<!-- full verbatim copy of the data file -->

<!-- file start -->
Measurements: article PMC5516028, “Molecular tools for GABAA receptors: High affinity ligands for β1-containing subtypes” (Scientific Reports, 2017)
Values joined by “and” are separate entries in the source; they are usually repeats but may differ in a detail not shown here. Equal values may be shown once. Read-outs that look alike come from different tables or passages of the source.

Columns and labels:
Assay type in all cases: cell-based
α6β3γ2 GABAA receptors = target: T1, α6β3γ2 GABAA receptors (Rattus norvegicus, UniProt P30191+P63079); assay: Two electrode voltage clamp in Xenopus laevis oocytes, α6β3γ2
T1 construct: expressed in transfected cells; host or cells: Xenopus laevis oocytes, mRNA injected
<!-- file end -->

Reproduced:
Measurements: article PMC5516028, “Molecular tools for GABAA receptors: High affinity ligands for β1-containing subtypes” (Scientific Reports, 2017)
Values joined by “and” are separate entries in the source; they are usually repeats but may differ in a detail not shown here. Equal values may be shown once. Read-outs that look alike come from different tables or passages of the source.

Columns and labels:
Assay type in all cases: cell-based
α6β3γ2 GABAA receptors = target: T1, α6β3γ2 GABAA receptors (Rattus norvegicus, UniProt P30191+P63079); assay: Two electrode voltage clamp in Xenopus laevis oocytes, α6β3γ2
T1 construct: expressed in transfected cells; host or cells: Xenopus laevis oocytes, mRNA injected